A House leadership plan to rush a multibillion-dollar Farm Credit System (FCS) bailout bill to approval by the end of next week stalled yesterday when Republican objections blocked the measure in the Agriculture Committee.
Chairman E (Kika) de la Garza (D-Tex.) was forced to adjourn the committee before work could begin after Rep. Edward R. Madigan (R-Ill.), the ranking Republican member, objected that the meeting conflicted with other legislative action on the House floor.
Yesterday's sudden and uncharacteristically bitter development clouded prospects for quick resolution of the FCS request for a $6 billion line of credit, which it says it must have this year to avoid collapse.
The committee met again last night in an effort to break the deadlock.
The chairman had put the bailout effort on a fast track, bypassing the usual drafting procedures at the subcommittee level, after Speaker Jim Wright (D-Tex.) warned that a crowded legislative calendar would make consideration of the FCS bill nearly impossible after the August recess.
But Madigan, Rep. Pat Roberts (R-Kan.) and other Republicans contended that the effort to speed the aid package through the House had prevented them from studying details of a draft bill prepared by the committee staff.
De la Garza said that the draft provided "an engine and a caboose" for a plan to provide quick federal assistance to the beleaguered FCS, but that it was up to the committee to "fill the cars."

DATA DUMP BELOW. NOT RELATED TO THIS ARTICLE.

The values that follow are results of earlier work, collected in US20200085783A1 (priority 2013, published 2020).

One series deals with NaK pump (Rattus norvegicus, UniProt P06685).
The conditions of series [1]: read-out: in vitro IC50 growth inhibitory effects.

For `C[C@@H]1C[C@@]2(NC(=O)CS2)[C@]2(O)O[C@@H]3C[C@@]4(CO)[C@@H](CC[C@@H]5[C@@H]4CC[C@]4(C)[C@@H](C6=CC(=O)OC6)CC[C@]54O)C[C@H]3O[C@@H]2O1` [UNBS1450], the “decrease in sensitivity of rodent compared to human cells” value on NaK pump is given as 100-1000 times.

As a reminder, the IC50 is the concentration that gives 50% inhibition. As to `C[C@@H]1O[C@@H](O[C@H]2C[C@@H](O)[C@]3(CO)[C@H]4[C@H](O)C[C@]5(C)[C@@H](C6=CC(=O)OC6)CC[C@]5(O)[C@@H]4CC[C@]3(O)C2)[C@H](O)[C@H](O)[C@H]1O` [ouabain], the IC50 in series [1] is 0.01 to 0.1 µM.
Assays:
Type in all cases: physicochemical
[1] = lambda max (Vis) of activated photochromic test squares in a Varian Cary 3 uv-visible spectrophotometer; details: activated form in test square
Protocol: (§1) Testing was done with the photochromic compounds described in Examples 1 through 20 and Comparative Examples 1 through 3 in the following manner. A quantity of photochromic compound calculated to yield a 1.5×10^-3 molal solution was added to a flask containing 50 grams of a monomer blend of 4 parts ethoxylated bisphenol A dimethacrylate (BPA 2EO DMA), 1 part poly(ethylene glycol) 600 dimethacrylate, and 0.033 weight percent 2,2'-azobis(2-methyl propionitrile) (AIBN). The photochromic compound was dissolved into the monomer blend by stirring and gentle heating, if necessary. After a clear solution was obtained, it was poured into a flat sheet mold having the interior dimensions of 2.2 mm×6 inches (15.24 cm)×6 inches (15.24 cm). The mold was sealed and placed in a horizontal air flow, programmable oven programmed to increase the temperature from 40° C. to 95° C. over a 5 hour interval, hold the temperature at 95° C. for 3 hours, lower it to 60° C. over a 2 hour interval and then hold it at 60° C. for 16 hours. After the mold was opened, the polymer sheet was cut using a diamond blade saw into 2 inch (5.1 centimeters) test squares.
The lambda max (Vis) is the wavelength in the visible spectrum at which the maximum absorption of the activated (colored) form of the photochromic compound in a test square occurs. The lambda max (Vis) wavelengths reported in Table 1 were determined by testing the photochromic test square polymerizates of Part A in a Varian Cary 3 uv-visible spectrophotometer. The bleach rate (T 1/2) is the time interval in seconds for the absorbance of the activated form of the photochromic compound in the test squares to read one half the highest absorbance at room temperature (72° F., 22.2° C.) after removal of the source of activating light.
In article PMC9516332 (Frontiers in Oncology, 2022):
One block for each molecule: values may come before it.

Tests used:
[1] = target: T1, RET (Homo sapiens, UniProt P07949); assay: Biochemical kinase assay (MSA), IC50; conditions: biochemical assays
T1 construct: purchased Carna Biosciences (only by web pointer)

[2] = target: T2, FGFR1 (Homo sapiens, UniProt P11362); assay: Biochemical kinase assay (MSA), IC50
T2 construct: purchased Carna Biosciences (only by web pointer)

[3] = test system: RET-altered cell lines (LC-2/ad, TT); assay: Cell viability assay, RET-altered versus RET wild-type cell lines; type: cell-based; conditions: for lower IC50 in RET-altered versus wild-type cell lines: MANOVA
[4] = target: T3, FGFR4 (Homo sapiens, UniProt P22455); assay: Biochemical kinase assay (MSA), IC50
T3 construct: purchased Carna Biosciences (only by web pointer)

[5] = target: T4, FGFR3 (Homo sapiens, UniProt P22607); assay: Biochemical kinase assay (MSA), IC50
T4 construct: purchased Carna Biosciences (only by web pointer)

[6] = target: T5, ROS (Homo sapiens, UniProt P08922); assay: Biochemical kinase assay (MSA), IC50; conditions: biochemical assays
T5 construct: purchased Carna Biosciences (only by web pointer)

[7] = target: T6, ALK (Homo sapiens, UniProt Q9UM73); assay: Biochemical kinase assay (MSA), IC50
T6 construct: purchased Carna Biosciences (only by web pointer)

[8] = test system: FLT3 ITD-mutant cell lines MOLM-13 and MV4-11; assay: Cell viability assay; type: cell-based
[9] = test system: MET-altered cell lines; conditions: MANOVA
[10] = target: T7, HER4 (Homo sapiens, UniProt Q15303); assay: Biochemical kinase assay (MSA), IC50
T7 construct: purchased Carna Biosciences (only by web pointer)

"In my district, with the Dalton gang, we usually hold up trains until we see what's in them," Roberts said. "I thought we would have a vehicle in a bipartisan fashion. . . . Both sides did not see the concept paper until last Friday, and I didn't get a copy of the bill until last night at 11:30 . . . . I don't like this procedure."
Saying he was "a little bit taken aback by the hurry-up process," Madigan wondered "what kind of railroad is this?" He complained that points agreed upon by both sides in meetings last week had disappeared from the bill offered yesterday by de la Garza.
The Illinois Republican said the disagreements ran so deep that it was not clear whether the FCS needed $4 billion or $6 billion to remain solvent. Other disagreements involved a proposed secondary market for real estate loans and a section dealing with Farmers Home Administration farm loans.